Close Up: Brandie Grogan
It is a rare occasion to see a solo show at Space Gallery. That is why this Saturday, November 6th, 2010, is a very special night. Space Gallery invites you all to attend the solo show “What A Ship Is Built For” featuring new works by Brandie Grogan. Grogan is an artist whose work jumps off the canvas and transforms into 3D masterpieces made of found goodies from her artistic and inspiring environment. Her meticulous eye for good grabs from the dump (whether they be alive or dead) , and endless hours printing and assembling her pieces are partially responsible for the genius in this show. Each creepy piece of junkyard jewels develop into a story in the artist’s mind and evolve into a sculpture or piece of intricate artwork. One can appreciate the time and effort Grogan takes just by taking one glance. Her work is something different that the San Francisco art scene could use. Glad to have her at Space!
Take a look into what Brandie has to say. Her words are just as interesting as her work.
Can you describe your process for your next show at Space Gallery, “What A Ship is Built For”?
I usually start with all the bits I’ve created and have collected, which includes anything from scraps of paper, small prints, old photos, new photos, drawings, small sculptures, hair, stitched fabric, molds, found objects and building materials. I have it strewn all over the studio, and I piece it together. All of these pieces in this show have been worked and reworked until I felt they were ‘done’ and that I was done with them.
Does your process change with each new body of work?
I try to work with different mediums for every show. ‘What A Ship is Built For’ involved some sculptural pieces like the photo blocks. Those pieces had a very long process attached to them. It was about finding old 4×4’s from salvage yards and sometimes the side of the road, cutting, sanding, staining, burning screens and printing them. Of course I didn’t do the pieces at the same time so I ended up repeating this process about six times. I am a printmaker so I am used to it.
Do you have any rituals you do before starting a painting? Do you have a vision of what it’s going to look like before you start, and follow that vision? Or, do you just create as you go kind of thing?
I love driving around and taking photos with digital and analog cameras. I usually hit up a few salvage yards like building resources in San Francisco. I walk around and get ideas for new pieces. I gather different materials and come home and spread them out along with the photos that I’ve taken and see how they work together. Rearranging, cutting, pasting, covering up and scraping back to reveal what’s been hidden to the point of insanity. This is the ritual that I have created for myself and it is what I do when I’m alone. It’s really not until the last-minute that everything comes together. If anyone were to watch this process they would think I’m creepy.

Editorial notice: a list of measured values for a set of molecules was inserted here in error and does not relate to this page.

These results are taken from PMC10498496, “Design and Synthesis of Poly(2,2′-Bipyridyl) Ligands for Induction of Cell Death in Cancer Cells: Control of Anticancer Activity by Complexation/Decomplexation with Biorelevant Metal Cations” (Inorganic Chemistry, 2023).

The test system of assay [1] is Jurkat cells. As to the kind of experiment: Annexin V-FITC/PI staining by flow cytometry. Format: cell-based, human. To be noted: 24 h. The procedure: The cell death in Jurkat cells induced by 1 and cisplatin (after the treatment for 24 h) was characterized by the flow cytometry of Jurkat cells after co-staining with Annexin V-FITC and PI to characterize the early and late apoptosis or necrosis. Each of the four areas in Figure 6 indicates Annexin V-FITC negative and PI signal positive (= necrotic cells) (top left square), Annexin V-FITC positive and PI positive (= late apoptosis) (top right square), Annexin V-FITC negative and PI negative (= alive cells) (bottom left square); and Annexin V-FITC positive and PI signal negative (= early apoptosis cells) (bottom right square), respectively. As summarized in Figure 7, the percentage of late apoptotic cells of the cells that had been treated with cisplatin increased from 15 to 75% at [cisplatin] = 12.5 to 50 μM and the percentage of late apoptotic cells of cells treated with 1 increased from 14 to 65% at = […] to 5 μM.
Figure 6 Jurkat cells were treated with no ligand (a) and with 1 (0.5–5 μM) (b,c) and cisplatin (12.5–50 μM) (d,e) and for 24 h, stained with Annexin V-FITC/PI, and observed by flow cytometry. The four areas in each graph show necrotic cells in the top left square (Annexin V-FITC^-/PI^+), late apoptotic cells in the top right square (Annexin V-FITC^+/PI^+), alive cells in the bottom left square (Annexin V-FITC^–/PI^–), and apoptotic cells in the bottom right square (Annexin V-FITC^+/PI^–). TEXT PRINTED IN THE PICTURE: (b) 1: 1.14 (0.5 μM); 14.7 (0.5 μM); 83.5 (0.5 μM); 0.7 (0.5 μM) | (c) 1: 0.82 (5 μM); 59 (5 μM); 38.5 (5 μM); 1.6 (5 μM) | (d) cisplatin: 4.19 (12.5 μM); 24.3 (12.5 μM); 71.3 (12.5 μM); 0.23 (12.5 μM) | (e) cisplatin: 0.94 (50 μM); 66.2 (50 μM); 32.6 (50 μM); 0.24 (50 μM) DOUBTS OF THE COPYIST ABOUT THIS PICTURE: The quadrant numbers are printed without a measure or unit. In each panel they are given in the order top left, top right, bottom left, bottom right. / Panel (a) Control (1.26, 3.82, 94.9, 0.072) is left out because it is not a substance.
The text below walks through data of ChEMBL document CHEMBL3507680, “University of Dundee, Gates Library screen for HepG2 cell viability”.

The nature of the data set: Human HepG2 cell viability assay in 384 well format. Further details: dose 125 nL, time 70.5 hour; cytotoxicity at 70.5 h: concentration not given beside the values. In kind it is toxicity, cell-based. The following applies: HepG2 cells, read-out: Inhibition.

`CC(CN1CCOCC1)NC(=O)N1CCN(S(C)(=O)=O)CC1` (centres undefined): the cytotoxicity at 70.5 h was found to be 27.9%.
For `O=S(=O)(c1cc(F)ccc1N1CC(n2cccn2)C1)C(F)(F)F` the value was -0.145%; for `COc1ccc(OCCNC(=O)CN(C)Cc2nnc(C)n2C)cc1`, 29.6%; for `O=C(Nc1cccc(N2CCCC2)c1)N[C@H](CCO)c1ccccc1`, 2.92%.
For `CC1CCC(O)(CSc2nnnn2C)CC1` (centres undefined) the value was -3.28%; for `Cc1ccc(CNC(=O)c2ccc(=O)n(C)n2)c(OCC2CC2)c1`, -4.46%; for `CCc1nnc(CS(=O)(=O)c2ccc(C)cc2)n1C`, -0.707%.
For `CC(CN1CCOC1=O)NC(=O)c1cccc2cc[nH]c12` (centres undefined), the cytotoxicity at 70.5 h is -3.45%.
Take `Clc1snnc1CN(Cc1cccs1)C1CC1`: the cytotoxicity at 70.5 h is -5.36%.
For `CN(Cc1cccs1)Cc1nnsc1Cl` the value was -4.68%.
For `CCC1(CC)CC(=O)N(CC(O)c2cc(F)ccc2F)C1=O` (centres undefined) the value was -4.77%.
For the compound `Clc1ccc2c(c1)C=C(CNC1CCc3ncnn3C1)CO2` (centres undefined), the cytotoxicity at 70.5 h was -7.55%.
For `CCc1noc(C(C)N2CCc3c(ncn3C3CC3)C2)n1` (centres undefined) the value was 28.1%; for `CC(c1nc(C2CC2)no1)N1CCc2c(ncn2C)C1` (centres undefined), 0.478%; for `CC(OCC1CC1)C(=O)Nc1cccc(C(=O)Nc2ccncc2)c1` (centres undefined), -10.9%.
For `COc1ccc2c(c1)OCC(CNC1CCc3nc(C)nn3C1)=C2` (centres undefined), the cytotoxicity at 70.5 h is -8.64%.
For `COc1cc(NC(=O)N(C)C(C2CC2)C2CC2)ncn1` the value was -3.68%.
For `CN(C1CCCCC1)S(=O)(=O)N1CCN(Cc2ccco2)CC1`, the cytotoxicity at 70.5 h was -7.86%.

You have interesting mediums. Tell me why you use human hair, and whose hair do you use?
I use everyday things in artwork. Pictures, lost items, found items, drawings…and hair is just another one of those things. It’s weird how it is seen as beautiful on someone’s head but as soon as it is cut off it’s suddenly disgusting. So I find hair in old photo albums where someone has saved a lock from their child’s first hair cut. The idea behind this act of saving something is really the essence the work. It’s about storytelling and keeping something alive.
Do you work best with structure or clutter and chaos?
I think my work involves both. It is sort of like a structural element that is breaking down.
It’s crazy to me how our society is so afraid of growing old and dying. Death is inevitable, and just as much apart of the circle of life as birth is, and therefore just as beautiful. What are your views on death?
For me it seems to be the thought and anticipation of something dying that evokes the fear and apprehension. It’s another example of the ideas behind my work. It’s a process that includes sadness and denial but it also includes recalling all of those memories that you left behind. To me it’s fascinating and this is the kind of artwork I like looking at and producing.
How do you like teaching at the Academy?
It’s so amazing to see this influx of new ideas and talent. It’s very inspiring.
What are your artistic fantasies?
I want to start making some large scale installations. I would love to take over an entire warehouse and turn it into some sort of exquisite nightmare.
What kind of reaction are you looking for in your audience?
I love seeing all reactions. One person could feel sadness and another thinks it’s cute. It’s all across the board but any reaction is a good reaction.
How was your childhood? Were you one of the kids writing on the walls with crayons and markers?
Definitely didn’t write on any walls. My mom was an interior designer so she was just a little particular about our house. She decorated my bedroom pretty elaborately when I was little. A lot of pink items: baskets, ribbons, dolls, throw pillows, bolster pillows… then one day I came home from school and walked into my pink room and said that’s it. I threw everything pink into a box and put it in the garage.